Commitment to Our Campus Community
Muskegon Community College is committed to developing and sustaining a healthy and diverse learning and working environment that recognizes the value of each individual. MCC advances a safe, pleasant and respectful culture for all, free from sexual violence and sexual harassment as well as dating violence, domestic violence, and stalking. At MCC such behaviors are forms of sexual discrimination and are not tolerated and are prohibited by College policy and the law.
If you have experienced sexual violence, it’s not your fault. Sexual violence occurs when a person ignores or denies someone else’s wishes through violent sexual means. No one ever asks to be raped or sexually assaulted. Even if you had too much to drink, or used drugs, or froze and did not fight back, or said “yes” to one type of sexual intimacy but not to what happened – you are not to blame for harm being done to you.
Title IX (1972)
“No person in the United States shall, on the basis of sex, be excluded from participation in, be denied the benefits of, or be subjected to discrimination under any educational program or activity receiving federal financial assistance. “
Sexual harassment and sexual violence is prohibited in the education context by Title IX of the Education Amendments of 1972; in the employment context by Title VII of the Civil Rights Act of 1964, as amended; and Section 304 of the Violence Against Women Reauthorization Act of 2013.
At MCC, survivors of sexual misconduct shall have the right to:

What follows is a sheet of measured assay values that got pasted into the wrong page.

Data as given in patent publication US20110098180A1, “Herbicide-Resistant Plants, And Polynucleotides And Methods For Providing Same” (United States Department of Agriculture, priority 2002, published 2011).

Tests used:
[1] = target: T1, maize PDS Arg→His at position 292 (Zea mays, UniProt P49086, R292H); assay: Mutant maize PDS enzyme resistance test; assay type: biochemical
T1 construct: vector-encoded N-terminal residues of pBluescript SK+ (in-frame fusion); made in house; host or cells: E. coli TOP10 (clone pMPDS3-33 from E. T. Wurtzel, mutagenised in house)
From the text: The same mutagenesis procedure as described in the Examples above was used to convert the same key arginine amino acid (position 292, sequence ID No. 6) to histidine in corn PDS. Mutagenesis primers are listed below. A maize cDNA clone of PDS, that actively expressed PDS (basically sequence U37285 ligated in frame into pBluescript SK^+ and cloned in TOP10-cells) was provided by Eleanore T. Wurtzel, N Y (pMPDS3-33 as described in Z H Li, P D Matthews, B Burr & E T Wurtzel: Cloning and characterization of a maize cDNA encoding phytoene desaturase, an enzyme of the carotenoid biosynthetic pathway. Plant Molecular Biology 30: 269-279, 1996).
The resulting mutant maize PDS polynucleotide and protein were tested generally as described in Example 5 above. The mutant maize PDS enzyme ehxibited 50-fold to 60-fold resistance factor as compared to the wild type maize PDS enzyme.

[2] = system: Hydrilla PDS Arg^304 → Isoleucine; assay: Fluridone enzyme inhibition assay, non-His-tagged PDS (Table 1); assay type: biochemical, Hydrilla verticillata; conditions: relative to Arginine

- Receive prompt and survivor-sensitive cooperation of campus personnel for recommendations of obtaining, securing and maintaining evidence, including recommendations to receive a medical examination at a local emergency room when necessary to preserve evidence;
- Expect notification from campus personnel of your options to prevent further unwanted contact by alleged assailants, including issuing of “no contact” orders and changing academic and on-campus working schedules, provided such changes are available;
- Receive information describing options to pursue a criminal complaint with the appropriate law enforcement agency, to pursue the College’s disciplinary process, or to pursue both processes simultaneously;
- Be notified of existing campus and community-based medical, counseling, mental health, and student services for survivors of sexual assault, whether or not the assault is formally reported to campus or civil authorities;
- Be informed of the right to confidential or anonymous testing for sexually transmitted infections, HIV,
- Be free from any threat of retaliation or other attempt to prevent the reporting of sexual misconduct;
- Be notified of the opportunity to identify witnesses and other evidence to the College investigation and resolution process, information about procedures, and written notice of the outcome in a manner equivalent to the process of the accused;
- Have a support person of choice accompany them throughout the disciplinary process. While a support person is there to support, they may not speak for you or act as your legal counsel;
- Be informed in a timely fashion (60 days) of the outcome of the process concurrently with the accused;
Have the right to appeal the outcome.
Defining Sexual Harassment, Sexual Violence, and Consent
An umbrella term referring to any of the prohibited behaviors defined on this page.
Any unwelcome conduct of a sexual nature. Sexual harassment can be implicit or overt and could include sexual advances, requests for sexual favors, or other verbal or physical conduct of a sexual nature. Sexual harassment can cause an individual to feel uncomfortable, or hinder their ability to function at school or work. Sexual harassment can involve persons of the same or opposite sex, and it includes harassment based on a person’s actual or perceived sex, gender, sexual orientation, gender identity, or gender expression.